The emerging 19-year-old Nigerian artist drops four highly stylised tracks.
Bad Commando follows the whirlwind success of his self-titled debut EP. Following its release in March, the EP rapidly shot to no.1 in Nigeria with all 4 tracks charting in the top 5, generating the massive hits ‘Iron Man’ and ‘Dumebi’.
More recently Rema being featured in Barack Obama’s summer playlist has also been heralded by The Fader as “Nigerian Pop’s Golden Child”, and credited as “Leading the next generation of Nigerian Pop” according to Pitchfork.
Everything you could possibly want to know about Ecofest Music Festival with Basketmouth, Diamond PlatinumzBy Administrator October 05, 2019
Bright ‘Basketmouth’ Okpocha will host Ecofest Music Festival, Sierra Leone’s biggest musical showcase for both local and international artists. This year’s headline act is Diamond Platinumz from Tanzania. He will share the stage with Slimcase (Nigeria), Tay Grin (Malawi), Sophia (Gambia), Jose Chamelone (Uganda), and Kuami Eugene (Ghana).
An elite group of Sierra Leonean will join them acts including; Drizilik, Arkman, Famous, Prodigy, Rap G, K-Man Empress P, Innocent, and the KME team along with a host of others have all performed at this festival.
Ecofest Music Festival (Ecofest) was launched in 2018 by lawyer and entrepreneur Abubakar ‘Kabaka’ Turay. Since then, it has been hosted twice; in Sierra Leone, and The Gambia. Ecofest uses African pop music to unite artists and creatives from across the continent and to establish Sierra Leone as an emerging market for music and the arts.
“Sierra Leone is a lesser-known music venue to Africa’s leading names in music,” said Turay. He is the Chief Executive Officer of Kabaka Multimedia Entertainment (KME), Sierra Leone’s leading music production company and recording label. “Even though we produce outstanding musical acts, we have yet to make our mark on the African music charts. With Ecofest we bring great talent home, and we create a platform to market local music. Ecofest is a medium for cultural exchange through music.”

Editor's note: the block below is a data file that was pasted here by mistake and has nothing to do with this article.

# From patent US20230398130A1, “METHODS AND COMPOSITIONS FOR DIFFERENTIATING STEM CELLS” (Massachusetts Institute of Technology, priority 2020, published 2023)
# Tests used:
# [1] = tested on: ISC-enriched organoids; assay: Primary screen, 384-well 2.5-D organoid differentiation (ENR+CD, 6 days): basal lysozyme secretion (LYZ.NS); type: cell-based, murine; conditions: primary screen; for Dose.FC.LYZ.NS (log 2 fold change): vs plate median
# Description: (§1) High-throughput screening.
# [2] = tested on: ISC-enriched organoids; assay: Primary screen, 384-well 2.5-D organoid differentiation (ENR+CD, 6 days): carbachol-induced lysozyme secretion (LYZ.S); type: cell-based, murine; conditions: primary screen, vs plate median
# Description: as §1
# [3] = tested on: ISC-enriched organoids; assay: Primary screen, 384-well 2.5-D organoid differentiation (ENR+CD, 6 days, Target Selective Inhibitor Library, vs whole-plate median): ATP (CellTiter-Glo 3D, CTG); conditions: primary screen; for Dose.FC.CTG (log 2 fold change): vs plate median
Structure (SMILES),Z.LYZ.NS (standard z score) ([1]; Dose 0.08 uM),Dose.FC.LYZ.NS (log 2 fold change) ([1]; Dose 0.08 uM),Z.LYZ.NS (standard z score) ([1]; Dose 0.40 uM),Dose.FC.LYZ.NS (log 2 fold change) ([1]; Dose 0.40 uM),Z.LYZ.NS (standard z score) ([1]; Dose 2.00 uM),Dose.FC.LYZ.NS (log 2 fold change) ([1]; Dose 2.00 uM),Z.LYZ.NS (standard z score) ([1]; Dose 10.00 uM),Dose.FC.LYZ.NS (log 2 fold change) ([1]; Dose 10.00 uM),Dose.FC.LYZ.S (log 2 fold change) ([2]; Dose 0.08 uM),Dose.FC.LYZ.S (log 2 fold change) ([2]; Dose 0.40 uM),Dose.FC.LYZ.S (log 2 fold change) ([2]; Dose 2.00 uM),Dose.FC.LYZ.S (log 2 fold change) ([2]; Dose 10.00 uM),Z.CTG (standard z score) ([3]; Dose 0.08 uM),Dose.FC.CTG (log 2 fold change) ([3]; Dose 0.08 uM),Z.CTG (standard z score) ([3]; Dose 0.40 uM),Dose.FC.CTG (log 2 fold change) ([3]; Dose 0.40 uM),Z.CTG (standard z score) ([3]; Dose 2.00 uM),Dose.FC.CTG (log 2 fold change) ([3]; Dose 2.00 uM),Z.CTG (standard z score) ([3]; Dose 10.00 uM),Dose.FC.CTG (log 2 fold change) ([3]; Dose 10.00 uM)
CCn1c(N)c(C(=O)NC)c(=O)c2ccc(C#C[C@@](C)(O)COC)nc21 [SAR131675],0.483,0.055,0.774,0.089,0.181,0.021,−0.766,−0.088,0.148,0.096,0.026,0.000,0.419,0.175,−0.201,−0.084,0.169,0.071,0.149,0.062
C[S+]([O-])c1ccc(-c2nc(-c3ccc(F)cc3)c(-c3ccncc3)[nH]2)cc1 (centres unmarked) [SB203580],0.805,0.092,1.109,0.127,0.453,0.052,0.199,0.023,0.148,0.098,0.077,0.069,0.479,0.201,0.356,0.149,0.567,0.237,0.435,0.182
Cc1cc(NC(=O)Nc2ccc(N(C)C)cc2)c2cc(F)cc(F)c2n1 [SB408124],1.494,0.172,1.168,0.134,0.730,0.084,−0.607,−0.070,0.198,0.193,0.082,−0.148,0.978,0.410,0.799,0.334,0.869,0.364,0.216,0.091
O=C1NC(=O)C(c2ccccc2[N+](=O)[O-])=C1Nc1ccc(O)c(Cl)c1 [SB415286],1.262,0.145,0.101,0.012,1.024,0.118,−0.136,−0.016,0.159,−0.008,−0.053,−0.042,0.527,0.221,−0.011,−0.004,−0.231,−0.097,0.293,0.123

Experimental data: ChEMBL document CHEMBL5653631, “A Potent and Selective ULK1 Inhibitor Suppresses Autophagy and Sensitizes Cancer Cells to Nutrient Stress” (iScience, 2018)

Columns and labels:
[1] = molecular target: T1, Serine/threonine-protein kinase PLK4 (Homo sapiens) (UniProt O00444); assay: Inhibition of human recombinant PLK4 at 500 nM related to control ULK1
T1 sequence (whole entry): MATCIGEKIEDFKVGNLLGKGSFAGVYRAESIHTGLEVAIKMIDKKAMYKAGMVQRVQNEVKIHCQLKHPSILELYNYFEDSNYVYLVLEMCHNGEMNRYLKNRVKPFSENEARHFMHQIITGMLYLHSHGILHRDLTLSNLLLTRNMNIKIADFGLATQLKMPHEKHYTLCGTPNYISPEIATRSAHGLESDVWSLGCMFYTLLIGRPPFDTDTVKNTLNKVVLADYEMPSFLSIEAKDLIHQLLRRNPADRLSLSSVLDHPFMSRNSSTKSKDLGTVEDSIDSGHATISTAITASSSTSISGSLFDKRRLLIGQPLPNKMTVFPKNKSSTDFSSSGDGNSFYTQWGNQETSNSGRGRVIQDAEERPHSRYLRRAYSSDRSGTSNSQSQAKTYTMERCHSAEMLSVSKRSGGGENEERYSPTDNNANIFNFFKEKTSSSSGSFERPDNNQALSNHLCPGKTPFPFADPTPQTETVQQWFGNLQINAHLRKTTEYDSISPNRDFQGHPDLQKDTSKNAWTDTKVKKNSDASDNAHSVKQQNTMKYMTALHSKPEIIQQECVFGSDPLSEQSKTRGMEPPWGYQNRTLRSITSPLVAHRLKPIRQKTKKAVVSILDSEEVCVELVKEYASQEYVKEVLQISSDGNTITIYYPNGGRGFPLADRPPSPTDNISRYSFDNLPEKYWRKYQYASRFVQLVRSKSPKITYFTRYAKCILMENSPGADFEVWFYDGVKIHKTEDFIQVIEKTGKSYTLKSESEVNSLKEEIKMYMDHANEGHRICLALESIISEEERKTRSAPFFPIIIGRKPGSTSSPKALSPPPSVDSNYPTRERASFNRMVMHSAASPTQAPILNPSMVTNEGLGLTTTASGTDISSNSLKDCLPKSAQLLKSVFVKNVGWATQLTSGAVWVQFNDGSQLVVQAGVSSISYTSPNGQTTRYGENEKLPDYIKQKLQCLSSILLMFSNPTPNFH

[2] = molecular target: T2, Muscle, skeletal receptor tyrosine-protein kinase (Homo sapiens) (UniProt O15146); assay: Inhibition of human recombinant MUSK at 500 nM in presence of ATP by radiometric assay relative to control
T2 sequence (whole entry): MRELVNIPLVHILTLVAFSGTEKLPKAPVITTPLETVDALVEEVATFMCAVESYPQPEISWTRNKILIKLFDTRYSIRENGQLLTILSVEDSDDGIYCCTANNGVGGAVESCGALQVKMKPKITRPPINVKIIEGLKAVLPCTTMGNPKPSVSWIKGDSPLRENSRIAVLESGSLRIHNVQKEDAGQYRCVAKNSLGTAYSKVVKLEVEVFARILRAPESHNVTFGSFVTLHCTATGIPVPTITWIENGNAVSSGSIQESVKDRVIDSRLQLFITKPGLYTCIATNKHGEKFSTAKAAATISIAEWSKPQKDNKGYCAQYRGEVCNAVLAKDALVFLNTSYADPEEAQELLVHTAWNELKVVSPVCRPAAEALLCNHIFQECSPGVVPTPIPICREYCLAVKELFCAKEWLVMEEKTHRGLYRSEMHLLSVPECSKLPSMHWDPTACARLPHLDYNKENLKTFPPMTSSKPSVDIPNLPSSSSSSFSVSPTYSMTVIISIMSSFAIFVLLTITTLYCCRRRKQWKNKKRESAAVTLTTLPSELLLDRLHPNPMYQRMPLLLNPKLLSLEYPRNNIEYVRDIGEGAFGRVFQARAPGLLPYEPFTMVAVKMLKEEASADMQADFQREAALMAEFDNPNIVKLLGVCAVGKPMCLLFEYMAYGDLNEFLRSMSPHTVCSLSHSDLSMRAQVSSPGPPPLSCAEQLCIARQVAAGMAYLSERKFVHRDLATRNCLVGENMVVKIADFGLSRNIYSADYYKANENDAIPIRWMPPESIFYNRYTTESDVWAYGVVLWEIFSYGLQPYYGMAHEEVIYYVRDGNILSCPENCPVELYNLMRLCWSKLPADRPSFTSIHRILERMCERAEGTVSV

The first edition of Ecofest “When Lions Roar” was hosted in Sierra Leone at the National Stadium last year. Over 30,000 fans filled the stadium to see headline acts Patoranking (Nigeria), Kuami Eugene (Ghana), and Patapa (Ghana). This year’s theme is “The Revolution. Artists from ten African countries will perform.
Haitian-Canadian producer and MC Jerico is back with new EP, My People. It follows Run That released on March 8 via collective Moonshine’s record label.
It is undeniable, the rise of Jerico is as dazzling as deserved. Indeed, the 22-year old Haitian-Canadian DJ, producer, and vocalist is being recognized as one of Montreal’s most promising artists in the underground club scene.
With the same energy of his DJ sets at countless local warehouses, parties and after-hours, Jerico’s commitment to forward-thinking dance-floor heaters stands out.
With My People Jerico continues to further narrow his production style from dancefloor beats combined with experimental club sounds and patterns of baile funk and dancehall riddims.
“My People EP is showing my evolution in production and vocal work by introducing a new side of me, whilst still giving what I’m known for to those who are familiar with my music. Transitioning from being a wild, high intensity MC, to a calmer more melodic singer who speaks purely from the heart. I’m very excited to present five tracks that are so sonically different from each other, yet are so connected.”
Tyler, the Creator thinks he was treated like a "terrorist" by former UK Prime Minister Theresa May.
The 28-year-old rapper was banned from entering the country in 2015 by the then-Home Secretary after he was accused of encouraging violence and homophobia through his lyrics.
Reflecting on the incident, Tyler joked: "She's gone, so I'm back." According to Tyler, it took many lawyers and letters, as well as time and money, before he was allowed to return to the UK.
And the chart-topping star remains angry about the way he was treated.
He told the Guardian newspaper: "Then you get the official thumbs up. It was like: damn, finally, but it was so stupid to have to endure that. I got treated like a terrorist. Yeah. I got treated like I was a murderer."
In fact, at one stage, Tyler decided he simply didn't have the desire to return to the UK.
He shared: "It was kind of stupid, and after a while I was like: I don't even want to come back. But it was more the principle of: 'Y'all really did this, over this? In comparison to other s**t people do, that y'all let in?' So I'm happy that I got back. I feel like I won some invisible fight."
Asked whether the length of the ban - which was three to five years - came as a surprise, he added: "Yeah, it surprised me. But then I remembered - I'm dark-skinned, so, ahh, all right, I get it. I mean, I don't point my finger at that at first, but I looked at every outcome and I looked at every option. "And after doing that six times, then you say, OK, what's the difference between everyone else and me? And then you land on that."